Hijab for a Cause
This past week, there has been a fairly bitter dispute about the wearing of Hijab in schools here in Azerbaijan. I don’t have a huge stake in this, but it’s a worthy cause to highlight here. Those who already know a bit about Azerbaijan are probably aware of how much of the populace is less than devout when it comes to practicing Islam. The Azeri language is permeated with references to Allah, mosques are in every town and the call to prayer rings out daily, but no one here would mistake these vodka-swilling former communists of being radicals. Instead, many people here are more moderated believers, steeped in a Muslim culture.
So here we are in Azerbaijan, where students are being told they can’t wear the hijab to class. It’s written in the law that students must wear uniforms, and these uniforms specifying nothing close to the hijab. Interestingly, here in Lənkəran, I’m probably in one of the most hijab-wearing parts of the country. The south is a place where there are generally more religious people, probably a bit out of the influence of the neighbors across the border.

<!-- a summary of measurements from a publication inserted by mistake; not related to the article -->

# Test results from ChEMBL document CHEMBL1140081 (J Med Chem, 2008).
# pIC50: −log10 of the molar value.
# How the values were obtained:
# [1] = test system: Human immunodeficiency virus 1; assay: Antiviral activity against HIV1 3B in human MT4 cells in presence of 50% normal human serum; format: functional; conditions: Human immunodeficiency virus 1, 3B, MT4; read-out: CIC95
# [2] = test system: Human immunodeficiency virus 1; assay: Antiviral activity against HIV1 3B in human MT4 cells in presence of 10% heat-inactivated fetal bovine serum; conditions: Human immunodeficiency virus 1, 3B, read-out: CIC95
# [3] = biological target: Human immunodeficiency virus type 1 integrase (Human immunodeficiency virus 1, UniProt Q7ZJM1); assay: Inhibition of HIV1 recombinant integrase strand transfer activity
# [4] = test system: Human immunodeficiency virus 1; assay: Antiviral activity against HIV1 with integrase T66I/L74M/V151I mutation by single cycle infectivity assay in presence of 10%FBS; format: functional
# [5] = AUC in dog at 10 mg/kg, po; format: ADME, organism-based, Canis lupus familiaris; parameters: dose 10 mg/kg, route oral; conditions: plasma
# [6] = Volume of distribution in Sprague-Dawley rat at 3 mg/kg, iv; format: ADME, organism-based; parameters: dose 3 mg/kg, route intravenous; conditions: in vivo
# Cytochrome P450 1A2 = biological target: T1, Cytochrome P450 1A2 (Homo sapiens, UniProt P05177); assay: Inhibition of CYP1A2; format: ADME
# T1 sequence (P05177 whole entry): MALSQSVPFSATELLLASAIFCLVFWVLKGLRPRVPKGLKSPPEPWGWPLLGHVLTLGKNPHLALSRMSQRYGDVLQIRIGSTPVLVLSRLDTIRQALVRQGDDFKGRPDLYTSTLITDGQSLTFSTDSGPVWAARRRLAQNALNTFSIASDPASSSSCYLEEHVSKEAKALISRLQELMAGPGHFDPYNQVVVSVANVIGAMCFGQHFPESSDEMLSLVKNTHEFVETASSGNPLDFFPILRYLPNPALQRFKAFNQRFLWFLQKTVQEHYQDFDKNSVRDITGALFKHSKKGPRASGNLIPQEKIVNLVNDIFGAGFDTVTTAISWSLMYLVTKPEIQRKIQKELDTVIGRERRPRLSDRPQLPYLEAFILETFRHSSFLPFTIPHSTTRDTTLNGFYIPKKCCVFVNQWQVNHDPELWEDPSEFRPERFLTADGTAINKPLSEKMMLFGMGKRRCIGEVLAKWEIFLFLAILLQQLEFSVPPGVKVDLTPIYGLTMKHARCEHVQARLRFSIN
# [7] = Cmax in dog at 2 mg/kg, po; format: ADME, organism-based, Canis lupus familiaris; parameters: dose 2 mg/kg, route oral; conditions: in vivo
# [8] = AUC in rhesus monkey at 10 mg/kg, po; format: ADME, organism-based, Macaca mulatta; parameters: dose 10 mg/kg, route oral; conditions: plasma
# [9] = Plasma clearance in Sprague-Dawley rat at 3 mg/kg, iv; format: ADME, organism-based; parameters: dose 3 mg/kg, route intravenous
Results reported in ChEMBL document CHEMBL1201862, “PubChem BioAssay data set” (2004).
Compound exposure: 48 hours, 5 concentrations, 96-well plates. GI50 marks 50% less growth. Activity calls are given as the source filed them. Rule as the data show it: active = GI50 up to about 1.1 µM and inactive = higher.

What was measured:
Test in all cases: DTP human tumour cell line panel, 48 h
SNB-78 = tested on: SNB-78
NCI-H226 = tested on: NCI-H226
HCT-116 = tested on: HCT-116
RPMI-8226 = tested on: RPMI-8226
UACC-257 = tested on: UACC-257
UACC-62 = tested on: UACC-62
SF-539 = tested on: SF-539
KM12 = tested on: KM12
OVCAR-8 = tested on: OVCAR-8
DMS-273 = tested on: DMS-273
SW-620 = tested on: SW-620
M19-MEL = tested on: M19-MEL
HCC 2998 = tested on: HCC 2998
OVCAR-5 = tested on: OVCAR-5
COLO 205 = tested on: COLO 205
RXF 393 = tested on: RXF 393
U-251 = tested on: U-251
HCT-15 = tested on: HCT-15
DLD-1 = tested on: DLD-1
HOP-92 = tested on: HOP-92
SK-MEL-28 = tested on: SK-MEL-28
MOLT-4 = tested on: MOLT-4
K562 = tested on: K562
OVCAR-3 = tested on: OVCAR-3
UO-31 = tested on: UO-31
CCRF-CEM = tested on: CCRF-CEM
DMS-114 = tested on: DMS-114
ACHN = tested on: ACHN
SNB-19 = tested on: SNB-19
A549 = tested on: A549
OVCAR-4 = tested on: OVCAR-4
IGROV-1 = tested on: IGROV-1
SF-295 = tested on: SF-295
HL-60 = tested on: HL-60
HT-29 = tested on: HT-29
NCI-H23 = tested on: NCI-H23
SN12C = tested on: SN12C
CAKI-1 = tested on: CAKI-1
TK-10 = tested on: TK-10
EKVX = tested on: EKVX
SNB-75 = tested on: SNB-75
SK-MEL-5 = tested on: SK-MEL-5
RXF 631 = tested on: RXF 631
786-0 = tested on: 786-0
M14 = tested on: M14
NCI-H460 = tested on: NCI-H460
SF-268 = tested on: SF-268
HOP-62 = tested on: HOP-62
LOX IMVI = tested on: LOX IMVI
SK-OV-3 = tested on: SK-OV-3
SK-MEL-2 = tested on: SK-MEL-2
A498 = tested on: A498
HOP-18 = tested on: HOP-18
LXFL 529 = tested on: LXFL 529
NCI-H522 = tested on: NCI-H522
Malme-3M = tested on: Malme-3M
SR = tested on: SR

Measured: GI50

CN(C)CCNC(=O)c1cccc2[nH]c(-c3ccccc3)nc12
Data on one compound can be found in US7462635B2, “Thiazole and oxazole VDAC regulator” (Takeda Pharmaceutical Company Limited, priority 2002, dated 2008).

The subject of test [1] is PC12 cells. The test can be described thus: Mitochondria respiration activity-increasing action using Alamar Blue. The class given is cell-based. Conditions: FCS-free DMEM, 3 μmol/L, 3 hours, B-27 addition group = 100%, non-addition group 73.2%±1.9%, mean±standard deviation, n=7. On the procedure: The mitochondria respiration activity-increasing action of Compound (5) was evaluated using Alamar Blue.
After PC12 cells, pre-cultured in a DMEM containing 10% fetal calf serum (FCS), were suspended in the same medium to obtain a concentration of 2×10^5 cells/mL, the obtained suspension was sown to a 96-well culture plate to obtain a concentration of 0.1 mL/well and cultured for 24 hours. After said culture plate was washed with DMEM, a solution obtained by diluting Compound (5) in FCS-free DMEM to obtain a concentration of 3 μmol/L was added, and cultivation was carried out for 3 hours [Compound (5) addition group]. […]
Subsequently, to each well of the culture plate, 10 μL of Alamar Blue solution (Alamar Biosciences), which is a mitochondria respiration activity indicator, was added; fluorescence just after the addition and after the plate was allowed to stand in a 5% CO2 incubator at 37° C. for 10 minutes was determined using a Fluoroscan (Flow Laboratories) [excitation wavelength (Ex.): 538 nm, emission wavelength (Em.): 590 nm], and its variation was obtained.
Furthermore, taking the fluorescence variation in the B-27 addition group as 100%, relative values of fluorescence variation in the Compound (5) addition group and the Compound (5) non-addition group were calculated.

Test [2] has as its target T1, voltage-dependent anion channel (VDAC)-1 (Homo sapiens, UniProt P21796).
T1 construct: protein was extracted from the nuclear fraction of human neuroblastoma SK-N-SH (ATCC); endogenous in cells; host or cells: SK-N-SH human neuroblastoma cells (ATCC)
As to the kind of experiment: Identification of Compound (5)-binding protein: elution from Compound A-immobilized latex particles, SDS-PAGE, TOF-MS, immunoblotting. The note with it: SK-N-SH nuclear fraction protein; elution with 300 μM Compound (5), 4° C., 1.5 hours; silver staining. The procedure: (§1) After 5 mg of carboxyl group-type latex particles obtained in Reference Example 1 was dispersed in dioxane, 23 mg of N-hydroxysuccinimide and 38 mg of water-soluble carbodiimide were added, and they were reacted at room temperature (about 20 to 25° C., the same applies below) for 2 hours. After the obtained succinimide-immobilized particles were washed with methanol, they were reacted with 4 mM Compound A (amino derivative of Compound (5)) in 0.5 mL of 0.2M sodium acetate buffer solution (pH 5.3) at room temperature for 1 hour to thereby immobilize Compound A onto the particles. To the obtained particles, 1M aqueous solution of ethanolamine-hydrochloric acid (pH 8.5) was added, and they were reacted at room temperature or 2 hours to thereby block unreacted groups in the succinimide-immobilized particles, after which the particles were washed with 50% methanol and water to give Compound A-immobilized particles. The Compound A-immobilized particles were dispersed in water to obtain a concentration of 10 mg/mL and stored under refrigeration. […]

I can’t really argue against the Education Ministry, which is purportedly attempting to enforce the law. Enforcing laws is something rather uncommon here in Azerbaijan, and I would like to encourage the practice. Yet, at the same time, telling someone what they can and can’t wear to school, especially when it’s actually something the covers more of the body, as opposed to less, seems a little odd. And that doesn’t even consider that there is an extreme scarcity of hijab wearers as it is.
The only thing I can think of is that the government is further attempting to show its might in being able to keep down radical Islam, attempting to ferret out any Wahhabis trying to cause a stir. I’ve mentioned before that the government here is interested solely in stability, and this is probably a further attempt at enforcing that stability.
Aygun, over at Global Voices, did a fantastic job gathering up reactions and video about the situation and it’s well worth the click over to get an idea of what Azeris are saying about it. Also, as we consider who is choosing to wear the hijab, I think this is an important point to consider:
Reportedly, as of today, some parents have decided that their daughters should not attend school in protest at what they consider to be a discriminative act. Meanwhile, video of last week’s demonstration shows protesters to be mainly men.
Mainly men, huh?